I use my own acronym to understand what a human being is composed of. It is a model that has served me well for 28 years of clinical practice. It stands for:
P - Physical
When we touch a person's skin, it is impossible to only touch their physical body. In giving more than 20,000 massage treatments as a therapist, I have found it impossible to massage another human being without having a powerful impact on their energy system, their emotions, their mental outlook or their spiritual state.
So why then, our profession's current obsession with only the person's physical structure? Is someone out there afraid of how touch affects our emotions, our thoughts or our spirit? So many bodyworkers I meet seem to just want to prod and poke and frantically "fix" the body; as if it is an enemy to be controlled. Do we really have to subjugate and control the body? Must we still follow these apparently touch phobic leaders of the massage profession (whether male or female) who seem so very frightened of simple nurturing touch? Do we really have to follow blindly as they insist on our touch becoming so medical? If I wanted to be so medical, I would have trained in medicine.
I chose massage because the body is the most magical self-healing organism on the planet, and guess what triggers that self healing? Simple healing touch. Every massage practitioner who has spent any time at all in the treatment room observing our clients knows the muscles in the body have only one "origin" and one "insertion" - the mind. Experienced massage therapists KNOW nurturing touch enables clients to release all their tight muscles in just one breath. Because they are letting go in their minds.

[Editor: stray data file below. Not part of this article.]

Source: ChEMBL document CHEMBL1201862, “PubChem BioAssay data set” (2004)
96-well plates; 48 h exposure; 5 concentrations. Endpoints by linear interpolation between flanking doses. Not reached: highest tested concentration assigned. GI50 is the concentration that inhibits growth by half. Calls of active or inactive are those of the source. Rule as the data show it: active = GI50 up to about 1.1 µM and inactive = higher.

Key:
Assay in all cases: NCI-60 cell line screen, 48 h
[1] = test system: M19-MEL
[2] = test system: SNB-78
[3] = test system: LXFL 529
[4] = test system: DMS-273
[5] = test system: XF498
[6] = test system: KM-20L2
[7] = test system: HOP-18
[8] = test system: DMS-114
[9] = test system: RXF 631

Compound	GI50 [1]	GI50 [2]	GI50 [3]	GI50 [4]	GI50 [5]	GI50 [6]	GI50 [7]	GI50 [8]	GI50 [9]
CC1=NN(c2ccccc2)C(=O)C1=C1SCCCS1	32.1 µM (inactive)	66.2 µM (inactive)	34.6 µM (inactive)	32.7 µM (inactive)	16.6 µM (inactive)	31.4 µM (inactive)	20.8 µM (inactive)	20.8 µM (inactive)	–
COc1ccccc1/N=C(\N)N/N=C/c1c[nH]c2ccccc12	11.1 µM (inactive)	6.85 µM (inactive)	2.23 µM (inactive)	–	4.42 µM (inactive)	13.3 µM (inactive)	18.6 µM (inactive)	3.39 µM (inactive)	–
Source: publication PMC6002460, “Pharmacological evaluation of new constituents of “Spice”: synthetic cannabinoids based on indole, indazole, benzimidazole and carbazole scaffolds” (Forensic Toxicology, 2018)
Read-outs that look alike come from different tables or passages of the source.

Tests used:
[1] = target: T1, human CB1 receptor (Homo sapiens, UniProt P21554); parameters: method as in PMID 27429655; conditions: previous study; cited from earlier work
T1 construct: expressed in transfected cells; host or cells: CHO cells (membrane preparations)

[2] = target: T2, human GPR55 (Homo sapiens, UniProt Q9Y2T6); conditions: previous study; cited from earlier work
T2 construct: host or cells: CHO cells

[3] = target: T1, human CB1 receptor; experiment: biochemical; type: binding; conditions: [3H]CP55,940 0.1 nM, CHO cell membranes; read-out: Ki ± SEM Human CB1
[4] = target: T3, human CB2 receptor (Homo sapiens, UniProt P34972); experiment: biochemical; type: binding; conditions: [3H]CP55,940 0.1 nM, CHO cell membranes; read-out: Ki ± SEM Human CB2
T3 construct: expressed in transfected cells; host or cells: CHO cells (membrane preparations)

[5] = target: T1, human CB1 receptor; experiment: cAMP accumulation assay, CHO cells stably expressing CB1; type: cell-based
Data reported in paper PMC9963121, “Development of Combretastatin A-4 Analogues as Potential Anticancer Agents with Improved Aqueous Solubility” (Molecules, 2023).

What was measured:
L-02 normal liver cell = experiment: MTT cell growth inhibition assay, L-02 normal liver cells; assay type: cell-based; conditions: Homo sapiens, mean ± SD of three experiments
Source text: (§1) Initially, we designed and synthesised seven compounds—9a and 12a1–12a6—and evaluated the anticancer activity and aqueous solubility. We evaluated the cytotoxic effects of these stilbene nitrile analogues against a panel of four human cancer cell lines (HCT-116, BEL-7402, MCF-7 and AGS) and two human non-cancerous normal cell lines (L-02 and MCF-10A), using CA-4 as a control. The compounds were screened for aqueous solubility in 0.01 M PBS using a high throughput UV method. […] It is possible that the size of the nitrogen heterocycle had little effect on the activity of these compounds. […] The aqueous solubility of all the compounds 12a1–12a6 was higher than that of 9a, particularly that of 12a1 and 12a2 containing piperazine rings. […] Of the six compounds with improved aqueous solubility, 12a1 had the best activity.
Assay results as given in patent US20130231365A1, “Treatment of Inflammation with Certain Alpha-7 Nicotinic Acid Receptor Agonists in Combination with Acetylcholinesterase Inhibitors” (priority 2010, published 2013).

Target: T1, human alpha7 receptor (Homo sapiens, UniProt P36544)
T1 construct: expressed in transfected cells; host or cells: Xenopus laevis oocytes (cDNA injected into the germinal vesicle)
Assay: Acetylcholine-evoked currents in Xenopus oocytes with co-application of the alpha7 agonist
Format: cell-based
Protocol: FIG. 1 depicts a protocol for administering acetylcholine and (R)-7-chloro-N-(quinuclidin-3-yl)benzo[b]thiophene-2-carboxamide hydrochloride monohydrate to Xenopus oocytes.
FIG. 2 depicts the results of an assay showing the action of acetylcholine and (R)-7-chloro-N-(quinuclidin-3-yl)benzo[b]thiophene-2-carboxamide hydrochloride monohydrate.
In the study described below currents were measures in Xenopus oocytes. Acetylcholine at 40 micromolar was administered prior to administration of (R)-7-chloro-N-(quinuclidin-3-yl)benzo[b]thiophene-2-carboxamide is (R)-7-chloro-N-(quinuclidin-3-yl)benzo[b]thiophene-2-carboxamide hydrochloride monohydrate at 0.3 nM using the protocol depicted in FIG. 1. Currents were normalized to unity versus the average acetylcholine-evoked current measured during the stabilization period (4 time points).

So please stop trying to tell me which bits of my body are wrong and trying to put me right. Just give me touch that respects the journey of my life and properly values the history that twisted my spine and compressed my tissues. Then I will release what I am ready to release. In my own time. In my own way.
Please don't just sit there with your SOAP notes and address one fifth of what makes me human. See all of me. Listen to all of me. I come for touch that connects me with my very soul. Do my muscles release when I get this? Of course, they do.
Gerry Pyves lives in West Yorkshire, in the United Kingdom. He holds an MA from Oxford University and qualified as a massage therapist in 1984. He became a UKCP registered Transactional Analysis psychotherapist in 1999. He is the founder and creator of NO HANDS® Massage. He is currently looking for instructors to teach NO HANDS® in the U.S. For more information, visit www.nohandsmassage.com.